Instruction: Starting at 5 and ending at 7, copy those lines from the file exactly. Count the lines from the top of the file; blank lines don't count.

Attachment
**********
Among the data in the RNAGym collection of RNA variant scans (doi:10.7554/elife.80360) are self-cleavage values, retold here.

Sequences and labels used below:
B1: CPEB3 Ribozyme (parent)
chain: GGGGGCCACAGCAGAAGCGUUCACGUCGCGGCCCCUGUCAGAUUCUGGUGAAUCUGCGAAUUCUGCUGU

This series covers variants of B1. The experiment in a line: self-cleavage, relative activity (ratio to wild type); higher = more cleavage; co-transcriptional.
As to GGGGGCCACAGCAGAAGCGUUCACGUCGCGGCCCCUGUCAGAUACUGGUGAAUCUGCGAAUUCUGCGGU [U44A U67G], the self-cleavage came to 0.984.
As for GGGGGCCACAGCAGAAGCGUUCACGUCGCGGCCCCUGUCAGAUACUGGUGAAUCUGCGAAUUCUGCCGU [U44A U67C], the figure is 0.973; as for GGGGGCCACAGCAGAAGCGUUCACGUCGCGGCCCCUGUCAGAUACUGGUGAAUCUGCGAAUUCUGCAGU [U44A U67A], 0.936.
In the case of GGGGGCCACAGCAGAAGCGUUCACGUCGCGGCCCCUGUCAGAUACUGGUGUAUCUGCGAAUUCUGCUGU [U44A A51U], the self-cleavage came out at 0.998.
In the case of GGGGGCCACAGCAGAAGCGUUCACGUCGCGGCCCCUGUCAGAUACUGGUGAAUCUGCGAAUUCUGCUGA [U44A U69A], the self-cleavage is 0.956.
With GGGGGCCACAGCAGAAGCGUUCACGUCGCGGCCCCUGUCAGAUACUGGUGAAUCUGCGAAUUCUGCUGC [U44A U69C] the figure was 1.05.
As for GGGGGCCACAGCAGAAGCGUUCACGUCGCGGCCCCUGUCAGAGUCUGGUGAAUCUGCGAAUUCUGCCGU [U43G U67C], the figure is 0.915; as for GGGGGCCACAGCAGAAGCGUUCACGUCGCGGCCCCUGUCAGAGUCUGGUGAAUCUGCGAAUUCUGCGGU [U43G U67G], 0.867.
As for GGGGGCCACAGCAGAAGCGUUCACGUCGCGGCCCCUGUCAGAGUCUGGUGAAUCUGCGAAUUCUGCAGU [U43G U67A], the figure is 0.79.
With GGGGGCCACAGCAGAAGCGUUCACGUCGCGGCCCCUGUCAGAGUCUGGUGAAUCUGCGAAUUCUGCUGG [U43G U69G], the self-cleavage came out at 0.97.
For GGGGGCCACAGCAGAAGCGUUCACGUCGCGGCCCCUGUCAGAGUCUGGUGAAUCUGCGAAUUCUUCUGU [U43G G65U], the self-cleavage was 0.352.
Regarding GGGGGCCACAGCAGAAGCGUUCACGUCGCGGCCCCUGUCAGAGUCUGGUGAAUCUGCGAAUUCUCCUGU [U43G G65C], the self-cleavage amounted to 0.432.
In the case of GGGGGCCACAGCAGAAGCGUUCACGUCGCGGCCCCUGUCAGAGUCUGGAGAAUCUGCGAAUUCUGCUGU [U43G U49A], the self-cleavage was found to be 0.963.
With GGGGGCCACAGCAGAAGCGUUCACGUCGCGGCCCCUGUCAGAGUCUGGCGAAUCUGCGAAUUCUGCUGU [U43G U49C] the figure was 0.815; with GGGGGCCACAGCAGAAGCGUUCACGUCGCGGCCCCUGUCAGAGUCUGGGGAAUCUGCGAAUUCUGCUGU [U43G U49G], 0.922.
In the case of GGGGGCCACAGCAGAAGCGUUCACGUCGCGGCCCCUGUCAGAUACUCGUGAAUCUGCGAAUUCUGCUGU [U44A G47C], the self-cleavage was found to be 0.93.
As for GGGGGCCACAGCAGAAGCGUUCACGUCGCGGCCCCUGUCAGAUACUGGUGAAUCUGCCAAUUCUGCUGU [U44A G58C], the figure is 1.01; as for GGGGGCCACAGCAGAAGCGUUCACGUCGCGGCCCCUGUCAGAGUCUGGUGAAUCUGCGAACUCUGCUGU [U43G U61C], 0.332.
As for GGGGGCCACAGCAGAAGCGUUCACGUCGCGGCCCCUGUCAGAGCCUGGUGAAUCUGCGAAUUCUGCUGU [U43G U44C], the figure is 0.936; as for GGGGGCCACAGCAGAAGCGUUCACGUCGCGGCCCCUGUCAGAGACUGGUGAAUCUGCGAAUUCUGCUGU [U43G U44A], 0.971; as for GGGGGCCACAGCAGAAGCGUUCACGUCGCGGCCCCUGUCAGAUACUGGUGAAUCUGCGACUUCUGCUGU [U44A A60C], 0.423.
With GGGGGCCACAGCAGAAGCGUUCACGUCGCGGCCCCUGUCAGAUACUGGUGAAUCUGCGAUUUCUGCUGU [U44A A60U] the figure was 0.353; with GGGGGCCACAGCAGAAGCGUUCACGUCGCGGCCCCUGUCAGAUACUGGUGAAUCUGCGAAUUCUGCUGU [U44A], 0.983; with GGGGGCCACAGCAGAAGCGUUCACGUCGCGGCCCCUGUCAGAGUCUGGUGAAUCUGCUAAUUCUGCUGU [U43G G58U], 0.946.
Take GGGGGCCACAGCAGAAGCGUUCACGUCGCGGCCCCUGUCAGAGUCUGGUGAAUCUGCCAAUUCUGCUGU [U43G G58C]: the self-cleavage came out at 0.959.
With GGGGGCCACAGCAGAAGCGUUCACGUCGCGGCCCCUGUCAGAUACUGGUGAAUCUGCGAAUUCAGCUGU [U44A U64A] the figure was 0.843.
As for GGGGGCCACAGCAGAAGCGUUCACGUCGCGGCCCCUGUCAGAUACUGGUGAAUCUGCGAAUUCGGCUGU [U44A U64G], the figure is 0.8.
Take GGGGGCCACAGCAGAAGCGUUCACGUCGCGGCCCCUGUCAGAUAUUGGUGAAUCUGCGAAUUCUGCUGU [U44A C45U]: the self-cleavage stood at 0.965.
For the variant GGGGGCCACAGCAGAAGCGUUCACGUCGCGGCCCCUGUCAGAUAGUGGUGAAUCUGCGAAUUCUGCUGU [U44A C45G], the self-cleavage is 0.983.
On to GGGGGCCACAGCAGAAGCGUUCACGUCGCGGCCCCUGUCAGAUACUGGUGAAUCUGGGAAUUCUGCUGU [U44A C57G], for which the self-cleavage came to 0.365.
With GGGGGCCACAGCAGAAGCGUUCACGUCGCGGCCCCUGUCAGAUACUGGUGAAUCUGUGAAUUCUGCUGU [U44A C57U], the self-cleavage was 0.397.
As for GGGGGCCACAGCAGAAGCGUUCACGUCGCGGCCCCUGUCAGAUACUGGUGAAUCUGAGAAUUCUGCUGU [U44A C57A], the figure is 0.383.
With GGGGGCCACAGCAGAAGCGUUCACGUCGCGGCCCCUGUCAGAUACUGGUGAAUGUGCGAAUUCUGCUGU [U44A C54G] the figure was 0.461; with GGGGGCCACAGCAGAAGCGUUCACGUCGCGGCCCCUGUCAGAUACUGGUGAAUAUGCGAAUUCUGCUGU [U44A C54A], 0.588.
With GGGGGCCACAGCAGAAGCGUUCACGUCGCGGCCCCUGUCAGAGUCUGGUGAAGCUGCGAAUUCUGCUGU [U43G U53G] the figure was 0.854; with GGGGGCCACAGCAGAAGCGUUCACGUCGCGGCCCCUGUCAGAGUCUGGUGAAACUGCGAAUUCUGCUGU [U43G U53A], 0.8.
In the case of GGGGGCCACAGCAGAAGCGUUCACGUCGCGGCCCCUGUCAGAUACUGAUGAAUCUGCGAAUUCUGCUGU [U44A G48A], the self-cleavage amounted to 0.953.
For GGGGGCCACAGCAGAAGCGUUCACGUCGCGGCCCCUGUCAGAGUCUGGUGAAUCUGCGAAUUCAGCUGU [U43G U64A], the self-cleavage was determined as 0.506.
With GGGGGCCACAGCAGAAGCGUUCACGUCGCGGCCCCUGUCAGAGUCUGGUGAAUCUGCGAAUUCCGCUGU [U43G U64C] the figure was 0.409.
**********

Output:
This series covers variants of B1. The experiment in a line: self-cleavage, relative activity (ratio to wild type); higher = more cleavage; co-transcriptional.
As to GGGGGCCACAGCAGAAGCGUUCACGUCGCGGCCCCUGUCAGAUACUGGUGAAUCUGCGAAUUCUGCGGU [U44A U67G], the self-cleavage came to 0.984.
As for GGGGGCCACAGCAGAAGCGUUCACGUCGCGGCCCCUGUCAGAUACUGGUGAAUCUGCGAAUUCUGCCGU [U44A U67C], the figure is 0.973; as for GGGGGCCACAGCAGAAGCGUUCACGUCGCGGCCCCUGUCAGAUACUGGUGAAUCUGCGAAUUCUGCAGU [U44A U67A], 0.936.